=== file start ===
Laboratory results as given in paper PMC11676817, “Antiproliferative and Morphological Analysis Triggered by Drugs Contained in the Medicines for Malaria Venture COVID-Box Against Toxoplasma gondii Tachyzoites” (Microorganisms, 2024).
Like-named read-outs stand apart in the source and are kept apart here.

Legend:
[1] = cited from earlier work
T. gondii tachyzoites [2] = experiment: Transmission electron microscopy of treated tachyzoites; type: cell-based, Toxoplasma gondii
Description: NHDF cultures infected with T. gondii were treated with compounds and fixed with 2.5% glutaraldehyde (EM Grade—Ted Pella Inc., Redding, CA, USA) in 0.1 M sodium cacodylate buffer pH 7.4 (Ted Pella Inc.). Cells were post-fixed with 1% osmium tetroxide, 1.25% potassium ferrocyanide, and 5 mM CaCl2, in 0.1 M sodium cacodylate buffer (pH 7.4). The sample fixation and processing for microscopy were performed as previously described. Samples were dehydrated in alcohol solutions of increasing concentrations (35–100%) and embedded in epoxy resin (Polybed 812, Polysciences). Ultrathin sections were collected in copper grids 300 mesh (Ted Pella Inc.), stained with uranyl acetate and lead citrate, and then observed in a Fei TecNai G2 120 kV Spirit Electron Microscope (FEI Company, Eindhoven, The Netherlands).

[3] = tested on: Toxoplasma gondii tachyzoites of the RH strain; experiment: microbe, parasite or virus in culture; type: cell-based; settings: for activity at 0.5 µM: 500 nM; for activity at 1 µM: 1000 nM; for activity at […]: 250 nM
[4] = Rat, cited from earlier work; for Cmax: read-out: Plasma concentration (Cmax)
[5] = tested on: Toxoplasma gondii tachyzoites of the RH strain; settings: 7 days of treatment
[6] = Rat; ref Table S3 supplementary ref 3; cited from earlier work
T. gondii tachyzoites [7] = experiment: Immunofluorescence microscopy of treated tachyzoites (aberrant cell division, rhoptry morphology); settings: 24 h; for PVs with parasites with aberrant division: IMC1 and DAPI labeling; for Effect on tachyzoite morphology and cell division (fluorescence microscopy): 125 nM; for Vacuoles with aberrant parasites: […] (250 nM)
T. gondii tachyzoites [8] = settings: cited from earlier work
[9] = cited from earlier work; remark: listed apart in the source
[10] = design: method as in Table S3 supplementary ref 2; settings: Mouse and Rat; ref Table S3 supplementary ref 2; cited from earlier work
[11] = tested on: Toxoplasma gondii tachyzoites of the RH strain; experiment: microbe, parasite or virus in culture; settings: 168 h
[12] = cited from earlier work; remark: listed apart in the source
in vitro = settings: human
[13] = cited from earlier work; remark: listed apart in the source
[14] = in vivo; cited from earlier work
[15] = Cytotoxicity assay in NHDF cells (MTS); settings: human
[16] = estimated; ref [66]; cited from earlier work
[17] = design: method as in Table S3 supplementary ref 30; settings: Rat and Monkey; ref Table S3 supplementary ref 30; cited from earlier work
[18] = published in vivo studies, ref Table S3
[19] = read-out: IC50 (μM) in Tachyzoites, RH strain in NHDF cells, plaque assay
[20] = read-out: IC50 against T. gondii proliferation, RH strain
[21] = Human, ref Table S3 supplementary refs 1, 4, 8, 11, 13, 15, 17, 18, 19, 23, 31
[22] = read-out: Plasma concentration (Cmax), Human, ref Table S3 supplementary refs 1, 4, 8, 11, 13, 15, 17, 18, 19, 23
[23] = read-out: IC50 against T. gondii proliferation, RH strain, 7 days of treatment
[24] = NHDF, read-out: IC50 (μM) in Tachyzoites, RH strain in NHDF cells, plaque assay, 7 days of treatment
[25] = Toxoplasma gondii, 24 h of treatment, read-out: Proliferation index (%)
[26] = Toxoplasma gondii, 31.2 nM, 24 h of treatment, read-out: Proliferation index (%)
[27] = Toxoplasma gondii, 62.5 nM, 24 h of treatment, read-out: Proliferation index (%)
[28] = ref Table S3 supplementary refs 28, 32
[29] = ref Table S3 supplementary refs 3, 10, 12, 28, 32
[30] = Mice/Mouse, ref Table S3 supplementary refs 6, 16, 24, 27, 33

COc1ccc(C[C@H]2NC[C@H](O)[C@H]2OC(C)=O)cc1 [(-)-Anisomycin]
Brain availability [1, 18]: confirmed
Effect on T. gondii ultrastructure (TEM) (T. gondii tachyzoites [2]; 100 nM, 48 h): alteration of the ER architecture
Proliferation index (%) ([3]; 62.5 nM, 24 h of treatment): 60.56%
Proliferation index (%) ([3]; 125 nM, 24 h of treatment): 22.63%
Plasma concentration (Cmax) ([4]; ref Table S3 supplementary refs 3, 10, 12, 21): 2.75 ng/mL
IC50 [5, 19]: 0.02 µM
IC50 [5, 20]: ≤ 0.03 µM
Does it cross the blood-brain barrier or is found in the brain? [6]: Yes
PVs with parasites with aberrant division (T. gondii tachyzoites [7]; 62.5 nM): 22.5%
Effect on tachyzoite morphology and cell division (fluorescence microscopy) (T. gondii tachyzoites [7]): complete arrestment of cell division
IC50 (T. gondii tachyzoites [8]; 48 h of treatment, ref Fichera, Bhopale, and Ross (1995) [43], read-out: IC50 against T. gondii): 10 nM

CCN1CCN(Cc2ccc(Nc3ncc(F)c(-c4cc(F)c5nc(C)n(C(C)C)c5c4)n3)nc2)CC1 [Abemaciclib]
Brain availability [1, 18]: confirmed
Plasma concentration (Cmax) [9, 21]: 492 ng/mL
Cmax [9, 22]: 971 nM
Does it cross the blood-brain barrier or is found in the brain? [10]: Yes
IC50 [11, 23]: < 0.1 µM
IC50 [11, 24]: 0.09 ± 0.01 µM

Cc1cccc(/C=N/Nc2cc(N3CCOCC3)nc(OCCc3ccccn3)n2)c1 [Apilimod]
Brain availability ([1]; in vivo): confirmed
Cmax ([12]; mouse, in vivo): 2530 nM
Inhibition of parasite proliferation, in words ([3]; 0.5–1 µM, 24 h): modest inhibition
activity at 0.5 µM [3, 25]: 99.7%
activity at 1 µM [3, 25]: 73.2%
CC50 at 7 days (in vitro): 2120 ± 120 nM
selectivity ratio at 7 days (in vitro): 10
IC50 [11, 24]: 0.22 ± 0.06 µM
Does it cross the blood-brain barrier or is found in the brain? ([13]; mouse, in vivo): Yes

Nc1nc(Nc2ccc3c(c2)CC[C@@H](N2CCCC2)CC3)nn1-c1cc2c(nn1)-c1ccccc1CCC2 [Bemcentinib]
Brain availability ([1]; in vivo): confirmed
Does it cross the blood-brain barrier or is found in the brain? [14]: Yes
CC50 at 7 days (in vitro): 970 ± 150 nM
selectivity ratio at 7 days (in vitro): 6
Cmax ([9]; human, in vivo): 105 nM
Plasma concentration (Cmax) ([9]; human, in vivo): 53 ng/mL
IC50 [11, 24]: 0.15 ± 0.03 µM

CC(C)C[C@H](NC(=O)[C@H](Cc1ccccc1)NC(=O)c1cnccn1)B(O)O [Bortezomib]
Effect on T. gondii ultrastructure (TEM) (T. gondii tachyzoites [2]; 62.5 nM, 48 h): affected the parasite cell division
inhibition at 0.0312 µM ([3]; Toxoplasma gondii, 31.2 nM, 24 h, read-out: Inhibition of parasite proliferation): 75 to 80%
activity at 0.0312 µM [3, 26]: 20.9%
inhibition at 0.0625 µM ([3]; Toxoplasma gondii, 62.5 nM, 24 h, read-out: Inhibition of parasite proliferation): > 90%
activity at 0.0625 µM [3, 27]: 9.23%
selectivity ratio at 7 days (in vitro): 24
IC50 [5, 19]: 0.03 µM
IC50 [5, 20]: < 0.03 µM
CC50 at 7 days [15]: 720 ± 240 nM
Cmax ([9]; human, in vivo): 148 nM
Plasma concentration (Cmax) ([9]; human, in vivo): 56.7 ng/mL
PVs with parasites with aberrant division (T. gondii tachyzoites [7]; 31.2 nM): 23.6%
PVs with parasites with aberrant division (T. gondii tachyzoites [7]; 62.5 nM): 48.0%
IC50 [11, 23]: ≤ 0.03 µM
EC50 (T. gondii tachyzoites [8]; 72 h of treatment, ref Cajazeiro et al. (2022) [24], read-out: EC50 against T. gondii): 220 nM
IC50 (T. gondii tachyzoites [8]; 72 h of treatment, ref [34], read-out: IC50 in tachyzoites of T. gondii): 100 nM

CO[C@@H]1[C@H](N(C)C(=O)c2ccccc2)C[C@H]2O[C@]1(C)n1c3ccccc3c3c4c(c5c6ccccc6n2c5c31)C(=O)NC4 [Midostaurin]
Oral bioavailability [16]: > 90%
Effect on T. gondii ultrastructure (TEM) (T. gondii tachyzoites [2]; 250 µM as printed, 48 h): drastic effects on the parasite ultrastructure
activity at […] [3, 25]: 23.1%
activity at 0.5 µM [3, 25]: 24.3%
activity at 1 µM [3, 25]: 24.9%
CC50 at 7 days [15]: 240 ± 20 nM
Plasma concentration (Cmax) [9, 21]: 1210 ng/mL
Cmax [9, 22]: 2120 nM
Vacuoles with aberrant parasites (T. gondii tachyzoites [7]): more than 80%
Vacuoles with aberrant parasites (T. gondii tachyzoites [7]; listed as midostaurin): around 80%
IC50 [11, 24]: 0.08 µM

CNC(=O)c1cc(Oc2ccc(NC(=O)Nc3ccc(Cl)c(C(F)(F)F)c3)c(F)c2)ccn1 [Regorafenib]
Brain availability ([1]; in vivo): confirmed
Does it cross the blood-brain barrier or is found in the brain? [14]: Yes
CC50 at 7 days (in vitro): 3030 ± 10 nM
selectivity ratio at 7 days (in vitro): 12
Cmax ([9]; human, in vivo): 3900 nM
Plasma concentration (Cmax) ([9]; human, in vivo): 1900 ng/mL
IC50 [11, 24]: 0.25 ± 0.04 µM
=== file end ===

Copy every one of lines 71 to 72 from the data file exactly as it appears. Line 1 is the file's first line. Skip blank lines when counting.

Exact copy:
Plasma concentration (Cmax) ([9]; human, in vivo): 53 ng/mL
IC50 [11, 24]: 0.15 ± 0.03 µM